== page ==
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Product: Book - Paperback
Title: XSLT : Programmer's Reference (Programmer to Programmer)
Publisher: Wrox
Authors: Michael Kay
Rating: 5/5
Customer opinion - 5 stars out of 5
Outstanding


This is a truly outstanding book. Of the very many computer books I have read, this is one of the top 5.
As other reviews have correctly stated, this is neither a tutorial nor an introductory text. But if you have been working with XML/XSL for even a little while, the dearth of complete and accurate documentation becomes onerous. I have spent untold hours experimenting with variations of syntax to get the desired results, never really understanding what I was doing. After reading this book, so many of the mysteries and black magic incantations I had built developed now become clear.
This is a deeply detailed reference book, and it is very much written from the perspective of an author of an XSLT parser. You get innumerable details about all sorts of arcana. But once you get beyond some very simple stylesheets, I have found that you often need this kind of detail to help you understand exactly what is going on.
The heavy slogging thru the material is greatly aided by Mr. Kay's refreshing writing style. He completely avoids the fluff, illiteracy, or arrogance so common in technical writing. His language is precise, yet easy to read. Most commendable are his examples. Rather than the trivial, artificial or non-sensical example we often see, each example here (and there are LOTS of them) is well-crafted, well-explained, and relevant to a real-world task.
Another astounding fact is the relative sparseness of typos and errors. As an author myself, I know that computer publishers rush to print with all sorts of egregious errors that are very disruptive. Although I did encounter a very few errors in this book, Mr. Kay and Wrox are to be commended highly for a very professional first edition.
A monumental writing job, excellently done. This belongs on the bookshelf of anyone who is seriously involved in XSL work.



Product: Book - Paperback
Title: PMP Exam Prep (4th Edition)
Publisher: Rmc Pubns Inc
Authors: Rita Mulcahy
Rating: 4/5
Customer opinion - 4 stars out of 5
Good book but not complete!


Write down the formulas as soon as you sit down--paid off big. This way you do not have to keep recalling them (and there are some tricky questions that require you to know the formulas pat).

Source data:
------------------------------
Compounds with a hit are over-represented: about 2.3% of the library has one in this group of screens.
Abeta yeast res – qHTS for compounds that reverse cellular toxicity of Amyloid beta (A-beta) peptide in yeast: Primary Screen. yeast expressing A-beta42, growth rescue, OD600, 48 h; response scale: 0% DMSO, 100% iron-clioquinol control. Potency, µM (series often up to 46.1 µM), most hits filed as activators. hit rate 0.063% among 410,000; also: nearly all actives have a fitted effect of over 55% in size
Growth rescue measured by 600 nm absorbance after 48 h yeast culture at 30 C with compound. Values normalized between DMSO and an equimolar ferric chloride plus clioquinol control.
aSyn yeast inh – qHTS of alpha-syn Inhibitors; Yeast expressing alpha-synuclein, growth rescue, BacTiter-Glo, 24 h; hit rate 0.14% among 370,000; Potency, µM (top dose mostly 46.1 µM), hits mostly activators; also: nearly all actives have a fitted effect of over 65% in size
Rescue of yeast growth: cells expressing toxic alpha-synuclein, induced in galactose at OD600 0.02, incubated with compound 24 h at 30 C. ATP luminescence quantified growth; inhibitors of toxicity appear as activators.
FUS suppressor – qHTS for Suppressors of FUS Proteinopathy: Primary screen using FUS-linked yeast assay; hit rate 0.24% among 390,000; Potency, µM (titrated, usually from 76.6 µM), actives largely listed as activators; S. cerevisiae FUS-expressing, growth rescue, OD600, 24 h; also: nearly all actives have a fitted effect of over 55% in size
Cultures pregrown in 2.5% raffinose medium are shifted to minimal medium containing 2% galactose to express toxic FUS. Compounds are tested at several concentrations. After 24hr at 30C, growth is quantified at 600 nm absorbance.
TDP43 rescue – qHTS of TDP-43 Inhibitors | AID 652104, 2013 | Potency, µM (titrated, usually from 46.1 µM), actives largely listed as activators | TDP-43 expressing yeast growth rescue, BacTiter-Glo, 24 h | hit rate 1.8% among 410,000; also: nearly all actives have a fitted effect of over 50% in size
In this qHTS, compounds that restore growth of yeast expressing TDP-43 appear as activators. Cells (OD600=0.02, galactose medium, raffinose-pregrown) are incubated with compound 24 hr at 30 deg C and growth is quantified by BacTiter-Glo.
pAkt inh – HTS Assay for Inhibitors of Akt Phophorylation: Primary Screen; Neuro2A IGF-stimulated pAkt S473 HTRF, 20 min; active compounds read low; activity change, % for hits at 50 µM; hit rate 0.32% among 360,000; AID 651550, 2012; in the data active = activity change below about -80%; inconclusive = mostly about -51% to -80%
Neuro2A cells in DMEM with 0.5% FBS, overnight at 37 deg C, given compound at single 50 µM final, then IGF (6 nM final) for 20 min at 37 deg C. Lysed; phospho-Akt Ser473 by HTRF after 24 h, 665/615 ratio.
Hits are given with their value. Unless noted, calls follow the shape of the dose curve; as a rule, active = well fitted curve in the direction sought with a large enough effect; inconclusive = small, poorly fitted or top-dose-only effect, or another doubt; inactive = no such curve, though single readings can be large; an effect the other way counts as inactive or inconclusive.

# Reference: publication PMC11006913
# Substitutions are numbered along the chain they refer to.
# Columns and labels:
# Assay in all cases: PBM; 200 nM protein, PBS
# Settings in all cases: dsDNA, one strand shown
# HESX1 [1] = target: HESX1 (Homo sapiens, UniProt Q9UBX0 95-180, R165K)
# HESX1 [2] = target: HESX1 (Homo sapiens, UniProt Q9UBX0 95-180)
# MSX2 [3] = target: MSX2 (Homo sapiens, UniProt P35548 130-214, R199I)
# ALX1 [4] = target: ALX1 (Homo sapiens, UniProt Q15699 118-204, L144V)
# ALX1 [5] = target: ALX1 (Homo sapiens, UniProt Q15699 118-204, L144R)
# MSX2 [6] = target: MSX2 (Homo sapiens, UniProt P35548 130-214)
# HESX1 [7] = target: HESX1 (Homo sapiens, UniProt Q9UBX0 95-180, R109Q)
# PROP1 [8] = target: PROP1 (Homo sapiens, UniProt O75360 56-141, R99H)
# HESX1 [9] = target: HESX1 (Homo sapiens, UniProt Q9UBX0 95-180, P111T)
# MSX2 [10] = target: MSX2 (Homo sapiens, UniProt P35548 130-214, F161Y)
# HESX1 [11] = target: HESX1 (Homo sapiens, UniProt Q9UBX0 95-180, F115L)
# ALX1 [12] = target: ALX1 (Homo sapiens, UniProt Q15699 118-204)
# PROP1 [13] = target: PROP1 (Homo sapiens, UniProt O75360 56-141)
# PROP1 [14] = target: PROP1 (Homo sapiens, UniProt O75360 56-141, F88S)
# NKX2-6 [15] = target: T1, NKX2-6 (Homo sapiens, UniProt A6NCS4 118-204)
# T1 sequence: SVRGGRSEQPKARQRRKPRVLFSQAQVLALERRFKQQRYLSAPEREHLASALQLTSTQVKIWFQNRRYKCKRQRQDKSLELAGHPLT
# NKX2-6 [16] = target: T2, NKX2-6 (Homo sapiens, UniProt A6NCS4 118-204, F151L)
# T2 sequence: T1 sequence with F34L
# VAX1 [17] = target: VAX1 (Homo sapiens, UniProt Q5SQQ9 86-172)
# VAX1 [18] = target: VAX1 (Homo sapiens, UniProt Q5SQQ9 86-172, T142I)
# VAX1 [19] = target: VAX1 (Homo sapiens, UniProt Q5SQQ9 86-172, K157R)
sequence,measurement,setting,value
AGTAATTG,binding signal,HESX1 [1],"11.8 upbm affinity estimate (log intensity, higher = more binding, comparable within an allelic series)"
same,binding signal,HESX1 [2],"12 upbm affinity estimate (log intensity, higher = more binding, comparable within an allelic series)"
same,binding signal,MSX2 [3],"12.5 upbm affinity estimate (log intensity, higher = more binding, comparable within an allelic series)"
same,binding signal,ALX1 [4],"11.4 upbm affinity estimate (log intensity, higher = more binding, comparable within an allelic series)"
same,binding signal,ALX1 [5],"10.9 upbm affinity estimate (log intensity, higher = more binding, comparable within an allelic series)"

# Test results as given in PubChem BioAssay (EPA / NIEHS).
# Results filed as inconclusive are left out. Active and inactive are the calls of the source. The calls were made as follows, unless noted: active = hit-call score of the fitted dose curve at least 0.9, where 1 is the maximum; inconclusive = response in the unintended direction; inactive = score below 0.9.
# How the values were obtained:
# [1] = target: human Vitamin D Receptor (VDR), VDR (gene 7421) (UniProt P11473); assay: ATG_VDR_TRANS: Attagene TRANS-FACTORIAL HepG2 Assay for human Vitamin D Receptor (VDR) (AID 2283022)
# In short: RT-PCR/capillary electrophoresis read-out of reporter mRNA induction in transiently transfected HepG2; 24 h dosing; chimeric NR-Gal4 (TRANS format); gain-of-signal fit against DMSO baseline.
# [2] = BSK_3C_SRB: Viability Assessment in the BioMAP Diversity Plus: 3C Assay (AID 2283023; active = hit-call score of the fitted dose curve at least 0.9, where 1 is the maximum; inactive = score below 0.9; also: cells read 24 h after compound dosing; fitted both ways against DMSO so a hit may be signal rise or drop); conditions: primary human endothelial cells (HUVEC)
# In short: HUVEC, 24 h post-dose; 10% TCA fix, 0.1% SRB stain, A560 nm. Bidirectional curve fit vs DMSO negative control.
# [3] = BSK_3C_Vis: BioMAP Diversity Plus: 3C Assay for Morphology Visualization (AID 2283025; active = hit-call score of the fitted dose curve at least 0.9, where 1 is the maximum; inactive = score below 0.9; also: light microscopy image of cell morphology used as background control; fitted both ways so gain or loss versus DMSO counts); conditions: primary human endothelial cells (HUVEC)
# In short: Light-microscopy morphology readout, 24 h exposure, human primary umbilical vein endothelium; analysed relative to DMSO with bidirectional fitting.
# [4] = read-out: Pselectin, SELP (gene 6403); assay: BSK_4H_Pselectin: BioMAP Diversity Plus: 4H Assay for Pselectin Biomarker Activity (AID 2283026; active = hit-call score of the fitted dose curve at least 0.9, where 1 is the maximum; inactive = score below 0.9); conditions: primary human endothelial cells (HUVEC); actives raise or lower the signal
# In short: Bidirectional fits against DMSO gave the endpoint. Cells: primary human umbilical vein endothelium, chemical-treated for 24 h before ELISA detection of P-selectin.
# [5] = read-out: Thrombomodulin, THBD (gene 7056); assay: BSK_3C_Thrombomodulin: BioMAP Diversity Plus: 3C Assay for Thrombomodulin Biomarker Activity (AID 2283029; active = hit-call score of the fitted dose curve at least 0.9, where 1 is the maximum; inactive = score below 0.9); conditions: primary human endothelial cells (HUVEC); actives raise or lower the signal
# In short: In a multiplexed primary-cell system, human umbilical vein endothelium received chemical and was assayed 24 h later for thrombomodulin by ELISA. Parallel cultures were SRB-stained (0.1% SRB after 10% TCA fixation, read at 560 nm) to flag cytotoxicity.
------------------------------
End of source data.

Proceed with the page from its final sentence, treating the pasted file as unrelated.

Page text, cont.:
Follow this type of advice from Rita's book and you will pass. Everything she said was true and really focused my study. I spent 1 day reading her book and working through the exercises (plus 15 years experience). I passed!
Her questions were very similar to the actual exam. If you know this book, you should have no problem passing the exam.



Product: Book - Paperback
Title: A Programmer's Guide to Java (tm) Certification
Publisher: Addison-Wesley Professional
Authors: Khalid A. Mughal, Rolf W. Rasmussen
Rating: 1/5
Customer opinion - 1 stars out of 5
misleading, tricky, hard to learn


I found it scholastic and dogmatic in the bad sense; the examples are forced out and do not make (much) sensible sense, they are there just to confuse you more. Excellent for a textbook (that the students would hate !): hard questions, poor explanations.
Plus: I don't need sooo much detail about for, do, while loops, and other language constructs, since the title tells me this book is supposed to be addressed to programmers :(
Don't get me wrong: these guys know their stuff, they just don't know how to teach it !
There !
Sincerely, Larry Tobos
software consultant, and ex-instructor



Product: Book - Paperback
Title: The Data Warehouse Lifecycle Toolkit : Expert Methods for Designing, Developing, and Deploying Data Warehouses
Publisher: Wiley
Authors: Ralph Kimball, Laura Reeves, Margy Ross, Warren Thornthwaite
Rating: 5/5
Customer opinion - 5 stars out of 5
Finally, an intelligent development book rooted in reality


After 21 years in software development, which includes managing three data warehouse projects, I had decided to write a book trying to capture whatever wisdom I had accumulated. After reading this book I no longer feel the need to.
This book not only provides detailed techniques for building a data warehouse and managing the process, it also deals with the realities faced in these projects. If you've ever been frustrated with those abstract tomes written by strict methodologists while you were burdened with a tight budget, a dysfunctional company (is that redundant?), immature technology, underskilled technologists and waffling user support -- then this is the book for you. It is filled with recommendations for conducting every phase of the project, yet is always careful to acknowledge that no two projects are alike and there is no one guaranteed blueprint for managing the project.
My only regret is that this book wasn't available before my first data warehouse projects. Although our teams ended up at many of the same conclusions, it was only after a lot of hard thought, insecurity, and trial and error.
If you are going to develop a data warehouse or a data mart, read this book first.